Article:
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September 1987

Respiratory Complications in Low-Birth-Weight Infants Who Received Phenobarbital

Author Affiliations

From the Departments of Neurology (Drs Kuban, Leviton, and Krishnamoorthy) and Pediatrics (Dr Brown), Harvard Medical School; the Departments of Neurology (Dr Kuban) and Pediatrics (Dr Brown), Brigham and Women's Hospital; the Departments of Neurology (Drs Kuban and Leviton and Ms Sullivan) and Pediatrics (Dr Brown), Children's Hospital; the Department of Neurology (Dr Krishnamoorthy), Massachusetts General Hospital; and the Health Sciences Computing Facility, Harvard School of Public Health (Dr Baglivo and Ms Allred), Boston.

Am J Dis Child. 1987;141(9):996-999. doi:10.1001/archpedi.1987.04460090073030

• We compared the ventilatory requirements of 127 infants who received phenobarbital for five days with those of 111 infants who received placebo. All infants were intubated, weighed less than 1750 g at birth, and survived the first ten days of life. Those infants who received phenobarbital did not require ventilatory assistance for more days than did placebo receivers. However, a pneumothorax or pulmonary interstitial emphysema was more likely to develop in infants who received phenobarbital than in infants who received placebo, even when adjustment was made for the presence of subependymal-intraventricular hemorrhage. We believe this is the first report of this relationship and recommend additional studies to test the hypothesis that phenobarbital contributes to the occurrence/recognition of pneumothorax or pulmonary interstitial emphysema in very-low-birth-weight infants if phenobarbital continues to be used routinely as prophylaxis or treatment.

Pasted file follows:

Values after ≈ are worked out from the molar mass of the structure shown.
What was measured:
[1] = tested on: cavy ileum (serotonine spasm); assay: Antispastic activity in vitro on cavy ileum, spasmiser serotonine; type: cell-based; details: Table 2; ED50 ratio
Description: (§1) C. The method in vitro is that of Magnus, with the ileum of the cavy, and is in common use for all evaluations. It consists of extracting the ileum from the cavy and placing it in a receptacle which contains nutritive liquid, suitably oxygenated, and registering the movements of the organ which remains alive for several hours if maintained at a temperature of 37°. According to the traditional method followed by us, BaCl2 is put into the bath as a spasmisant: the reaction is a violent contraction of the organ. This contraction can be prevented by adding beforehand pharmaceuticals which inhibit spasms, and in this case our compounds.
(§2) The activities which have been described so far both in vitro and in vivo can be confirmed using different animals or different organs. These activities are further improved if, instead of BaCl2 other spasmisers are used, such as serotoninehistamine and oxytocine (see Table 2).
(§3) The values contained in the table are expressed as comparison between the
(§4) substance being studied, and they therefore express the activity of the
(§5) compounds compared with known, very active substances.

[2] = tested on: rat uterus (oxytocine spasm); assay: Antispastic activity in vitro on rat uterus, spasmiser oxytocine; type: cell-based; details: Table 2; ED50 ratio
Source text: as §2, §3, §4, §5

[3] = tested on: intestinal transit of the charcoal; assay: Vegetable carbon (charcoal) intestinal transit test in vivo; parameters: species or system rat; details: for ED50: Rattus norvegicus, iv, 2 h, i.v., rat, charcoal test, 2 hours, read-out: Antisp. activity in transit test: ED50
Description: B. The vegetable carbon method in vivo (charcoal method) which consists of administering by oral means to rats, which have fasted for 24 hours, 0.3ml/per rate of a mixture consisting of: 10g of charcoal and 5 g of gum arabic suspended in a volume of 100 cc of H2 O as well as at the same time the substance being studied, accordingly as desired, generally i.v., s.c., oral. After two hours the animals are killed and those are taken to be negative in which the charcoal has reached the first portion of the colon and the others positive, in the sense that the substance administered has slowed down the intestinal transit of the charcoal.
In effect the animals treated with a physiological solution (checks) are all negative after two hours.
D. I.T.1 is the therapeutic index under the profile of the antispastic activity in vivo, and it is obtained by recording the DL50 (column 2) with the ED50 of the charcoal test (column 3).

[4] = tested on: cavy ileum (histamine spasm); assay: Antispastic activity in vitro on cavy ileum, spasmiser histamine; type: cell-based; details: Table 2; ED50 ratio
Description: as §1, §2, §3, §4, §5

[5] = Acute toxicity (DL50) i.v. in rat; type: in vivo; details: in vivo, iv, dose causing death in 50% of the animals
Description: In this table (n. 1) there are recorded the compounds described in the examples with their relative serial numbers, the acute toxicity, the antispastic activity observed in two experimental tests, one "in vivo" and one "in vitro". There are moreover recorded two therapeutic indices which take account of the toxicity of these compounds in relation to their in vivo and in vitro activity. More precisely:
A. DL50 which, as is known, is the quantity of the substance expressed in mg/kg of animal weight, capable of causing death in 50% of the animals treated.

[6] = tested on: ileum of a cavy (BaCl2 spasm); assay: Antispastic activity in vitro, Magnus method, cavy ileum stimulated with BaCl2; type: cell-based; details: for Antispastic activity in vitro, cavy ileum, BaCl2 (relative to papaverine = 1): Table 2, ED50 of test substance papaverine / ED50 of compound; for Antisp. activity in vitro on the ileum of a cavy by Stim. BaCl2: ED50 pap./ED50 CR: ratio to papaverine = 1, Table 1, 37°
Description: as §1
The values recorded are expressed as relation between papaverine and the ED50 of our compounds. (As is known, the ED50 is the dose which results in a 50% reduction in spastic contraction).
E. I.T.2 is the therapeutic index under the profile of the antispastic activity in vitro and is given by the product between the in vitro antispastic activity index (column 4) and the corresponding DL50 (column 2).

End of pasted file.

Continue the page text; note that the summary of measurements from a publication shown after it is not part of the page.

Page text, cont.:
(AJDC 1987;141:996-999)

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